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Beware of the Hacker: Cyber Protection During Pandemics and Beyond

We live in interesting times. Most online nomads have grown tired of hearing about how the current health pandemic has – and will continue to – impact their daily lives both at home and the office. Businesses are inundated daily with posts about new laws, court closures, insurance coverage strategies and projected economic recovery timelines. As more employees around the country continue to log in from home instead of within the four corners of an office, one issue merits a closer look for all professionals – hackers.

The issue is most prevalent for businesses who handle, transfer and wire funds for the benefit of third parties. When wire transactions are compromised, courts have embraced a comparative fault analysis. Simply, the “party who was in the best position to prevent the forgery by exercising reasonable care suffers the loss.” See J.F. Nut Co. v. San Saba Pecan, L.P., 2018 WL 7286493 (W.D. Texas 2018); Arrow Truck Sales, Inc. v. Top Quality Truck & Equipment, 2015 WL 4936272 (M.D. Fla. 2015); see also UCC Section 3-404(d); State Sec. Check Cashing, Inc. v. Am. Gen. Fin. Services, 972 A.2d 882 (Md. Ct. App. 2009). When analyzing comparative fault in these scenarios, the courts have used the UCC’s “imposter rule” for guidance. In other words, whomever was the cause in fact of the misdirected payment should shoulder the responsibility for its misdirection.

Each of these cases turns on the nuanced facts presented. There is no preference for protecting or targeting a certain category of professional. Brokers, agents, lenders, service providers and customers all must heed the warning of the courts. If you want the court to protect your money and electronically stored and shared information, you need to take affirmative steps to protect it.

Sure. This seems simple in principle. But, in practice, things get lost. It’s the way of the world today. Fast, direct, done. And now, more than ever before, more employees are working from their “home office” (i.e. kitchen table).

So, regardless of the brand of business you partake in, here is a non-exhaustive checklist of considerations to review internally with your loss mitigation or risk management team:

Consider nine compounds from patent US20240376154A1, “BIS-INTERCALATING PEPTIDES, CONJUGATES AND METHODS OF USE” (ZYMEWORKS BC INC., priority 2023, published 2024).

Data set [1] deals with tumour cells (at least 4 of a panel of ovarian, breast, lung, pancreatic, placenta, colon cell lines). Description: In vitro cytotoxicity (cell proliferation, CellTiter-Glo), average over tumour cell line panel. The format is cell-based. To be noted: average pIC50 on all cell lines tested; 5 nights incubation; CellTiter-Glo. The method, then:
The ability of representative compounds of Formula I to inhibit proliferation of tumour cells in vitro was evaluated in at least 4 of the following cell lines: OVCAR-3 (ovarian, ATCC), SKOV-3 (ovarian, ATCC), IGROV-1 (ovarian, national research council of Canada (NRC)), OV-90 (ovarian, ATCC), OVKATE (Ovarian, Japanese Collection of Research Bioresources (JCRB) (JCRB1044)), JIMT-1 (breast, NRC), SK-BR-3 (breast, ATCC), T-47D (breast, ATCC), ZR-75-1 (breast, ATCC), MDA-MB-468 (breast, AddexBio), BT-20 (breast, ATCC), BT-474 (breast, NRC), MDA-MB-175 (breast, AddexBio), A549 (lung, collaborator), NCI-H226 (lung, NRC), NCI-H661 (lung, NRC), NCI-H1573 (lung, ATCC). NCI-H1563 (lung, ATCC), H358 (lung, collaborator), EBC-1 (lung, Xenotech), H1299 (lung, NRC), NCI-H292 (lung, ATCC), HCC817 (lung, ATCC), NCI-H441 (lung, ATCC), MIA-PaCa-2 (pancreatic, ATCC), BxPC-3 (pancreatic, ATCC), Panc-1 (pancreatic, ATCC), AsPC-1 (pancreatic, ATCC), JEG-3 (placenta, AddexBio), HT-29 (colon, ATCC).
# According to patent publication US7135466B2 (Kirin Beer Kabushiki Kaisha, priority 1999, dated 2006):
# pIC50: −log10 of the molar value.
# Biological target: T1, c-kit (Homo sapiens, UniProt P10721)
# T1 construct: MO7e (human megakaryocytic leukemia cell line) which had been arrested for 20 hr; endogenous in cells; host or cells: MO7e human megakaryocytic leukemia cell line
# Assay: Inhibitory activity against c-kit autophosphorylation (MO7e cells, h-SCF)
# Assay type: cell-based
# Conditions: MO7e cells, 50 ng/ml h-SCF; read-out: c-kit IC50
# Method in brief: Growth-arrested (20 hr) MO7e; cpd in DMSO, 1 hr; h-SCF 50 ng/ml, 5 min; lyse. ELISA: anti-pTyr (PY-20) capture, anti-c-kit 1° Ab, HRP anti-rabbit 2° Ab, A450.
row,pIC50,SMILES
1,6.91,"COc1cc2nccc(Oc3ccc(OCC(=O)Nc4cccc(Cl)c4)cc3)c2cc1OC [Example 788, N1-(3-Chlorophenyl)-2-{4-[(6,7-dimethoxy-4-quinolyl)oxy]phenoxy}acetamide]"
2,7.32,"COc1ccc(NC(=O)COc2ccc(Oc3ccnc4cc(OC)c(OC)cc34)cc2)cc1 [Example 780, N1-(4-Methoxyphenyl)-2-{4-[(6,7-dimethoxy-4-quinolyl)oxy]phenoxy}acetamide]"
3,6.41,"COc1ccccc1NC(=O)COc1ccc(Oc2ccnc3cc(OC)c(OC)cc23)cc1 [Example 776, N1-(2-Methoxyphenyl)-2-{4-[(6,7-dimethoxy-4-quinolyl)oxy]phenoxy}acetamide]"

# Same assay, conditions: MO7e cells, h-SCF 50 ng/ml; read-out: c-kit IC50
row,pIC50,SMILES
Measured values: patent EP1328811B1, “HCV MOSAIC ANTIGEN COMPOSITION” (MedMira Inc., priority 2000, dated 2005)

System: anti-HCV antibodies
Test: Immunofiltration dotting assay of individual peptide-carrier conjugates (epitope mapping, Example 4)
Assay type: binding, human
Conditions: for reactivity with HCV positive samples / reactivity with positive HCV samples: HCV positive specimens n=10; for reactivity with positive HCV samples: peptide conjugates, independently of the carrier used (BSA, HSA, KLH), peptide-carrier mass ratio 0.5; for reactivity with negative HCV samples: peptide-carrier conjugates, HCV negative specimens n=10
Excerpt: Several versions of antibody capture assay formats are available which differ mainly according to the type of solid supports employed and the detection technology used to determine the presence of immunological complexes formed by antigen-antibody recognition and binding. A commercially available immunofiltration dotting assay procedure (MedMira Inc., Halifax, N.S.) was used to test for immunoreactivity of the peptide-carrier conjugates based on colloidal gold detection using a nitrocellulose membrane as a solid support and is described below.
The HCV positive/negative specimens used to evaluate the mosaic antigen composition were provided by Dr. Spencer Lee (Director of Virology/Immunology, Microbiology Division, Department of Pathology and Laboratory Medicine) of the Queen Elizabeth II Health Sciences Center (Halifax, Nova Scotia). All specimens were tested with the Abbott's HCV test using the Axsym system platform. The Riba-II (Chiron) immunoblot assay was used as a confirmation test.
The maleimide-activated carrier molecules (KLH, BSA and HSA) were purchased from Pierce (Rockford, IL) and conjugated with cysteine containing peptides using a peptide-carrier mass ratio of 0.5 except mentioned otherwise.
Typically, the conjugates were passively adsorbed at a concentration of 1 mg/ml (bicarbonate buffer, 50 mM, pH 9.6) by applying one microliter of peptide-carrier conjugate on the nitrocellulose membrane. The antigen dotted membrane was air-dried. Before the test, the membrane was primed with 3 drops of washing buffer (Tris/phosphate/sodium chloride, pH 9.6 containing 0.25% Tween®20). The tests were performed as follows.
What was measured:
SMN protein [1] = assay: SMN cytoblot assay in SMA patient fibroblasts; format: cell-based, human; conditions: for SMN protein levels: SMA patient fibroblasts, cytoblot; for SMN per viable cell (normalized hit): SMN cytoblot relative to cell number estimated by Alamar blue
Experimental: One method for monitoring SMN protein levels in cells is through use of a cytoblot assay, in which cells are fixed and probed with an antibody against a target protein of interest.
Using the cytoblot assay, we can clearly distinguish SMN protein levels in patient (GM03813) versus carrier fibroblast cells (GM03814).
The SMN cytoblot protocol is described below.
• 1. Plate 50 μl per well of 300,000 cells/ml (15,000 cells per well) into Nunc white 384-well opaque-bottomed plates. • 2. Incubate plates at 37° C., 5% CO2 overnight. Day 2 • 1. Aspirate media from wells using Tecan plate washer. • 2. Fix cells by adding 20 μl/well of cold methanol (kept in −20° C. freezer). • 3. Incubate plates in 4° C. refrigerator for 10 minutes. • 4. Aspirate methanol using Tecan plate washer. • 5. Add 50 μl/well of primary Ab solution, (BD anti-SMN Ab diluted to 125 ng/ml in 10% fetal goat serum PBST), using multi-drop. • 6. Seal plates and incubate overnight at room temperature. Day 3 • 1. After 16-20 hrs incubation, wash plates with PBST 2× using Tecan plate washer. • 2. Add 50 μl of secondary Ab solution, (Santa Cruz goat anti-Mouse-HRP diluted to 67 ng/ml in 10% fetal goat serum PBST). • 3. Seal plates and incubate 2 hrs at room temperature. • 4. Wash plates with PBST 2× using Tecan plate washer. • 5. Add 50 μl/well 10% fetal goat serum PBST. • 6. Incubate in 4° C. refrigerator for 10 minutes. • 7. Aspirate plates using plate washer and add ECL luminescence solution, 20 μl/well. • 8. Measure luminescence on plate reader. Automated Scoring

• Preference for wire instruction confirmation made by phone or other real time, verifiable writing;
  • Require strong passwords and other multi-factor authentication and access through virtual private networks (VPN’s);
  • If you are uncertain about whether your employee’s email and other systems are currently protected as they work from home, contact your providers about free or other budget friendly options, including complimentary training sessions;
  • Keep an eye out for changing state and federal regulations on the issue of business cyber-security to ensure your business is legally compliant on the topic since that will, at a minimum, likely be the standard of care by which you are judged in a suit for negligence;
  • Investors and venture capitalists will likely favor investing in companies with these protections in place which can impact profitability going forward in an already gloomy fiscal 2020;
  • Review and strengthen terms of existing cyber policies with carriers or as policies come due for renewal;
  • Be prepared for employees to become more comfortable working from home and after the cessation of the virus requesting that their remote participation continue and have a plan in place;
  • Advise remote employees to keep laptops within their physical control and screens hidden from others;
  • Contemplate narrowing the field of personnel with authorization to confirm and initiate financial transfers;
  • Log off; and
  • Again, log off.

This is not the end all, be all. If anything, this list should get the conversation going. It should continue with your insurance carriers, local bank officer and remote employees. Start a dialogue about it during your next WebEx team meeting or planning session. Above all else, be well and stay safe.

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